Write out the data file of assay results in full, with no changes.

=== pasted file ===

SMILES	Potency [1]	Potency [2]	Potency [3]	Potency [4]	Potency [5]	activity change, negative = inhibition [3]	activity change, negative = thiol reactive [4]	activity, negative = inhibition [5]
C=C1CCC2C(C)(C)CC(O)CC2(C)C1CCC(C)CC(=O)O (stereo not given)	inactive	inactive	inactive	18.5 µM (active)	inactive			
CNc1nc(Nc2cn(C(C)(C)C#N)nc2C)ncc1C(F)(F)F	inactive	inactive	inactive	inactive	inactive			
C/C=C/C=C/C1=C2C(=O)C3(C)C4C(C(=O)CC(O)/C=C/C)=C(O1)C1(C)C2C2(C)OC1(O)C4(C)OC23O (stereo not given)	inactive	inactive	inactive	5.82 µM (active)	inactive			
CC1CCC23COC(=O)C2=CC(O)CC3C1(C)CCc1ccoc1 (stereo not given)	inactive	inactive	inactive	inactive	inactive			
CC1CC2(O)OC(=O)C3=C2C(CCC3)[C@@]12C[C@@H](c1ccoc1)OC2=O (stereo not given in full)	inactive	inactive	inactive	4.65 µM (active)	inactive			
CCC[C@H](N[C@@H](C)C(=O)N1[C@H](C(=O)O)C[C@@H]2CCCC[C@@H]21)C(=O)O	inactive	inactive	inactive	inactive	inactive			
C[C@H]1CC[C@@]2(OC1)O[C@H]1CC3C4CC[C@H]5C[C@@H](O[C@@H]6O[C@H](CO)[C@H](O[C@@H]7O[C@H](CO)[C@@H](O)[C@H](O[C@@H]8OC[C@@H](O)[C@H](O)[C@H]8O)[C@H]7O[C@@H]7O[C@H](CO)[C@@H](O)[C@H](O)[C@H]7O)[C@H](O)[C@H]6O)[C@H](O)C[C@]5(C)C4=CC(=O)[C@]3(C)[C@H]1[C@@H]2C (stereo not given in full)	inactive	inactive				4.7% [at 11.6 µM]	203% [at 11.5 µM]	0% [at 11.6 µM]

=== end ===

SMILES	Potency [1]	Potency [2]	Potency [3]	Potency [4]	Potency [5]	activity change, negative = inhibition [3]	activity change, negative = thiol reactive [4]	activity, negative = inhibition [5]
C=C1CCC2C(C)(C)CC(O)CC2(C)C1CCC(C)CC(=O)O (stereo not given)	inactive	inactive	inactive	18.5 µM (active)	inactive			
CNc1nc(Nc2cn(C(C)(C)C#N)nc2C)ncc1C(F)(F)F	inactive	inactive	inactive	inactive	inactive			
C/C=C/C=C/C1=C2C(=O)C3(C)C4C(C(=O)CC(O)/C=C/C)=C(O1)C1(C)C2C2(C)OC1(O)C4(C)OC23O (stereo not given)	inactive	inactive	inactive	5.82 µM (active)	inactive			
CC1CCC23COC(=O)C2=CC(O)CC3C1(C)CCc1ccoc1 (stereo not given)	inactive	inactive	inactive	inactive	inactive			
CC1CC2(O)OC(=O)C3=C2C(CCC3)[C@@]12C[C@@H](c1ccoc1)OC2=O (stereo not given in full)	inactive	inactive	inactive	4.65 µM (active)	inactive			
CCC[C@H](N[C@@H](C)C(=O)N1[C@H](C(=O)O)C[C@@H]2CCCC[C@@H]21)C(=O)O	inactive	inactive	inactive	inactive	inactive			
C[C@H]1CC[C@@]2(OC1)O[C@H]1CC3C4CC[C@H]5C[C@@H](O[C@@H]6O[C@H](CO)[C@H](O[C@@H]7O[C@H](CO)[C@@H](O)[C@H](O[C@@H]8OC[C@@H](O)[C@H](O)[C@H]8O)[C@H]7O[C@@H]7O[C@H](CO)[C@@H](O)[C@H](O)[C@H]7O)[C@H](O)[C@H]6O)[C@H](O)C[C@]5(C)C4=CC(=O)[C@]3(C)[C@H]1[C@@H]2C (stereo not given in full)	inactive	inactive				4.7% [at 11.6 µM]	203% [at 11.5 µM]	0% [at 11.6 µM]